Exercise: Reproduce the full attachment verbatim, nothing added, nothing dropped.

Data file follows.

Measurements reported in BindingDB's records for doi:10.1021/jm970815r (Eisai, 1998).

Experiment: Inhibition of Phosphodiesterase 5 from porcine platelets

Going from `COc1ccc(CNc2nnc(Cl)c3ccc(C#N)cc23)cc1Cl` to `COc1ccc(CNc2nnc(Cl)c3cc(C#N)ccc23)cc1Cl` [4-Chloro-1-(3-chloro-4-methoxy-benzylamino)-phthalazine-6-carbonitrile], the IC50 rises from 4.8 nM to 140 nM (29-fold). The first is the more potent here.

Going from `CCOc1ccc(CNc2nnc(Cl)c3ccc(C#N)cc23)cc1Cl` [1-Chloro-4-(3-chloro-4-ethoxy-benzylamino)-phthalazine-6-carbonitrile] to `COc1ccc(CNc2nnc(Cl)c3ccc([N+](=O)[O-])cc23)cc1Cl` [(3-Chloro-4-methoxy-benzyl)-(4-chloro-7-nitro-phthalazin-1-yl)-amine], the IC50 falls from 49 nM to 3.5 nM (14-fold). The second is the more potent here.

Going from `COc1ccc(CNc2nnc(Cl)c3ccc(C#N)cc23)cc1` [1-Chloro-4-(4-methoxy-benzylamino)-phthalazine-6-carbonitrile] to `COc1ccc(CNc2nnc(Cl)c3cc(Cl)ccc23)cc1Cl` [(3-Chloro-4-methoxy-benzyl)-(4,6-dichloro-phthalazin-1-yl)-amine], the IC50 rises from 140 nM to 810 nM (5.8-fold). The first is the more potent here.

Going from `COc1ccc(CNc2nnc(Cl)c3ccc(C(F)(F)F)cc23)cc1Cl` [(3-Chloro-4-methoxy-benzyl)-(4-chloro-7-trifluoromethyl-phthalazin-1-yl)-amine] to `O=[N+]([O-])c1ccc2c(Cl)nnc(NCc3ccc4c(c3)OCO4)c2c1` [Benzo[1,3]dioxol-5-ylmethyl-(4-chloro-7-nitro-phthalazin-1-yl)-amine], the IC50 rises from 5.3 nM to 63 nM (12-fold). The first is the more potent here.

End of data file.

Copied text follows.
Measurements reported in BindingDB's records for doi:10.1021/jm970815r (Eisai, 1998).

Experiment: Inhibition of Phosphodiesterase 5 from porcine platelets

Going from `COc1ccc(CNc2nnc(Cl)c3ccc(C#N)cc23)cc1Cl` to `COc1ccc(CNc2nnc(Cl)c3cc(C#N)ccc23)cc1Cl` [4-Chloro-1-(3-chloro-4-methoxy-benzylamino)-phthalazine-6-carbonitrile], the IC50 rises from 4.8 nM to 140 nM (29-fold). The first is the more potent here.

Going from `CCOc1ccc(CNc2nnc(Cl)c3ccc(C#N)cc23)cc1Cl` [1-Chloro-4-(3-chloro-4-ethoxy-benzylamino)-phthalazine-6-carbonitrile] to `COc1ccc(CNc2nnc(Cl)c3ccc([N+](=O)[O-])cc23)cc1Cl` [(3-Chloro-4-methoxy-benzyl)-(4-chloro-7-nitro-phthalazin-1-yl)-amine], the IC50 falls from 49 nM to 3.5 nM (14-fold). The second is the more potent here.

Going from `COc1ccc(CNc2nnc(Cl)c3ccc(C#N)cc23)cc1` [1-Chloro-4-(4-methoxy-benzylamino)-phthalazine-6-carbonitrile] to `COc1ccc(CNc2nnc(Cl)c3cc(Cl)ccc23)cc1Cl` [(3-Chloro-4-methoxy-benzyl)-(4,6-dichloro-phthalazin-1-yl)-amine], the IC50 rises from 140 nM to 810 nM (5.8-fold). The first is the more potent here.

Going from `COc1ccc(CNc2nnc(Cl)c3ccc(C(F)(F)F)cc23)cc1Cl` [(3-Chloro-4-methoxy-benzyl)-(4-chloro-7-trifluoromethyl-phthalazin-1-yl)-amine] to `O=[N+]([O-])c1ccc2c(Cl)nnc(NCc3ccc4c(c3)OCO4)c2c1` [Benzo[1,3]dioxol-5-ylmethyl-(4-chloro-7-nitro-phthalazin-1-yl)-amine], the IC50 rises from 5.3 nM to 63 nM (12-fold). The first is the more potent here.